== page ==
Affective symptomatic recovery following a first manic episode in bipolar patients with no alcohol-use disorder (No Alcohol), alcohol-use disorder that began after the onset of the bipolar disorder (Bipolar First), and alcohol-use disorder that began prior to the onset of bipolar disorder (Alcohol First). The Alcohol First group survival curve significantly differs from those of the other groups (log-rank χ22 = 16.2, P<.001). Asterisk indicates censored data (subjects dropped out of the study prior to recovery).
Affective symptomatic recurrence following a first manic episode in bipolar patients with no alcohol-use disorder (No Alcohol), alcohol-use disorder that began after the onset of the bipolar disorder (Bipolar First), and alcohol-use disorder that began prior to the onset of bipolar disorder (Alcohol First). Asterisk indicates censored data (subjects dropped out of the study prior to recurrence).
Alcohol-use disorder symptomatic recovery following a first manic episode in bipolar patients with alcohol-use disorder that began after the onset of the bipolar disorder (Bipolar First) and alcohol-use disorder that began prior to the onset of bipolar disorder (Alcohol First). Also indicated are the subgroups of the Bipolar First group: those whose alcohol-use disorder preceded hospitalization and those whose alcohol-use disorder began during follow-up. The survival curves are significantly different (log-rank χ21 = 10.0, P<.002). Asterisk indicates censored data (subjects dropped out of the study prior to recovery).
Strakowski SM, DelBello MP, Fleck DE, Adler CM, Anthenelli RM, Keck PE, Arnold LM, Amicone J. Effects of Co-occurring Alcohol Abuse on the Course of Bipolar Disorder Following a First Hospitalization for Mania. Arch Gen Psychiatry. 2005;62(8):851–858. doi:10.1001/archpsyc.62.8.851
Alcohol-use disorders are common co-occurring conditions affecting bipolar patients, and this co-occurrence is negatively associated with outcome.
The primary goal of this study was to identify how the relative onsets of alcohol-use and bipolar disorders affect the subsequent courses of illness in patients with both conditions.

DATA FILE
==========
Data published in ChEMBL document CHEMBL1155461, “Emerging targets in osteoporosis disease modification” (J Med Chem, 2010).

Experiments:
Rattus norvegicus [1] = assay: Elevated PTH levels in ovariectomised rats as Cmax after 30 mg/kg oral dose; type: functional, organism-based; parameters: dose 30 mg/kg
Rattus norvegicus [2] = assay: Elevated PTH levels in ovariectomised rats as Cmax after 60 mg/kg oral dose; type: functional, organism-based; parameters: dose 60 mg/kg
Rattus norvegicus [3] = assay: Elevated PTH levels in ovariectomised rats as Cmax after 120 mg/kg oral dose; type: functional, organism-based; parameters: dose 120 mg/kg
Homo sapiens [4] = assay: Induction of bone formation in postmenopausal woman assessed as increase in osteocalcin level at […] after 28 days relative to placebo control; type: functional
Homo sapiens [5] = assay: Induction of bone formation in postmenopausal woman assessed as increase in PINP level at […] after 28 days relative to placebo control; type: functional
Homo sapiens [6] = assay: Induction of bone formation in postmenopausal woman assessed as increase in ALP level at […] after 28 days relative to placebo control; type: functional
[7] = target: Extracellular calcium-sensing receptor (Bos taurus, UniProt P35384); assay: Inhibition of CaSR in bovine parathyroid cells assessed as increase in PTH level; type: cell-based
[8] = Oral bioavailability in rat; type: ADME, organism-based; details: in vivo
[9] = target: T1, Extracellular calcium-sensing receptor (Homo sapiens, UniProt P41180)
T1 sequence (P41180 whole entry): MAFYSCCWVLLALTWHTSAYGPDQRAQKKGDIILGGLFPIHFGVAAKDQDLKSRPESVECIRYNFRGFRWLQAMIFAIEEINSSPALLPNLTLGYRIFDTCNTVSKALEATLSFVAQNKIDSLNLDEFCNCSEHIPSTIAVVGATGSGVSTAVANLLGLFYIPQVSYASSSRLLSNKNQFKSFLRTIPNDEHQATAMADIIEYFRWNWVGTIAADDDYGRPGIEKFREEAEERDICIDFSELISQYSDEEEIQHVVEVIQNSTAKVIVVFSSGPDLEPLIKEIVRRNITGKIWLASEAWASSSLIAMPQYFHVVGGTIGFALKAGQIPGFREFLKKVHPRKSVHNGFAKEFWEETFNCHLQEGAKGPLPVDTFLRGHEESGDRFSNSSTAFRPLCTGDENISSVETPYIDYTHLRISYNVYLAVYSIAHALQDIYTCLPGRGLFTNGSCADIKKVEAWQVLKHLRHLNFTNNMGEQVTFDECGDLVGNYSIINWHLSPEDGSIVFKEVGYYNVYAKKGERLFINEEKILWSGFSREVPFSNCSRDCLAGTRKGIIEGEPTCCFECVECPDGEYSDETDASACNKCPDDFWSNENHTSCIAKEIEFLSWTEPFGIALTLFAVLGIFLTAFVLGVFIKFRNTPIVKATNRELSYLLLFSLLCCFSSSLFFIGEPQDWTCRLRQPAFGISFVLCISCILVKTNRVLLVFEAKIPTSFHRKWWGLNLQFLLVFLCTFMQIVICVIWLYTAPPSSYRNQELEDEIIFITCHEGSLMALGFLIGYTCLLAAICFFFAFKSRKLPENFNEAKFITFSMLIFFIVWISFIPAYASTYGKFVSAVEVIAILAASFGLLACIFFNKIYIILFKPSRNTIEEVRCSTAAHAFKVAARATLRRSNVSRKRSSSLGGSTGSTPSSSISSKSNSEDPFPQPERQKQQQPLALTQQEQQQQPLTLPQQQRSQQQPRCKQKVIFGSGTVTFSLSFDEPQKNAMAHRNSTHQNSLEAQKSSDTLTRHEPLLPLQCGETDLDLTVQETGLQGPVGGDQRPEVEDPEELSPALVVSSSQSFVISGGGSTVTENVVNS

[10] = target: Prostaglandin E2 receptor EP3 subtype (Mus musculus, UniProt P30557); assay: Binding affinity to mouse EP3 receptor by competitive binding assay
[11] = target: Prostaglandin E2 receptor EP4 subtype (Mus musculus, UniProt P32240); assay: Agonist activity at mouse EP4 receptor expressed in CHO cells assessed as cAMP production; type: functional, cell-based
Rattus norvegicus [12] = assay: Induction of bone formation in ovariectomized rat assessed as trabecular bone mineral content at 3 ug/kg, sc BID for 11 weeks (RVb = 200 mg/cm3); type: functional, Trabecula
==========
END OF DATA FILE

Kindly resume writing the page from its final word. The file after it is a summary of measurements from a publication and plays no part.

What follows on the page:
Design and Setting
Inception cohort at an academic medical center.
Patients meeting criteria for type I bipolar disorder, manic or mixed, with ages of 12 to 45 years, no prior hospitalizations, and minimal prior treatment. We enrolled 144 subjects who were followed up for up to 5 years, including 27 subjects in whom the onset of an alcohol-use disorder preceded the onset of bipolar disorder (Alcohol First), 33 subjects in whom bipolar disorder onset preceded or was concurrent with the onset of alcohol abuse (Bipolar First), and 83 subjects with bipolar disorder only (No Alcohol).
Main Outcome Measures
Symptomatic recovery and recurrence of both conditions and percentage of follow-up with affective episodes and affective and alcohol-use disorder symptoms.
The Alcohol First group was older and more likely to recover and recover more quickly than the other groups. Affective symptomatic recurrence curves were similar among groups. The Bipolar First group spent more time with affective episodes and symptoms of an alcohol-use disorder during follow-up than the Alcohol First group. Hospitalization was associated with a period of decreased alcohol abuse, although recurrence of the alcohol-use disorder was common.
The relative age at onset of alcohol-use and bipolar disorders is associated with differences in the course of both conditions. A first hospitalization for mania is associated with a period of recovery from comorbid alcohol abuse, suggesting this posthospital time may provide an opportunity to treat this co-occurring condition.
The course of bipolar disorder is frequently complicated by alcohol abuse.1,2 In the Epidemiological Catchment Area Study, 46% of bipolar type I patients had lifetime histories of alcohol-use disorders.1 Longitudinal studies suggest that a co-occurring alcohol-use disorder negatively impacts the course of bipolar disorder.3- 12 Alcohol and drug abuse have been associated with poor symptomatic4 and functional recovery,5 more recurrences,8 more hospitalizations,9 poorer lithium response,10 developing mixed states,11 and decreased treatment adherence.4,7,12
How bipolar disorder influences alcohol use and abuse has been minimally studied. The general clinical assumption is that patients “treat” their symptoms by abusing alcohol and drugs, which would predict that alcohol use should increase during affective episodes.7 Studies that have examined the relative courses of co-occurring bipolar and alcohol-use disorders have not supported this assumption.3,7 Conversely, alcohol use may be associated with initiating or maintaining affective symptoms in bipolar patients.3,7 Regardless, the relationship between these co-occurring conditions is relatively complex.3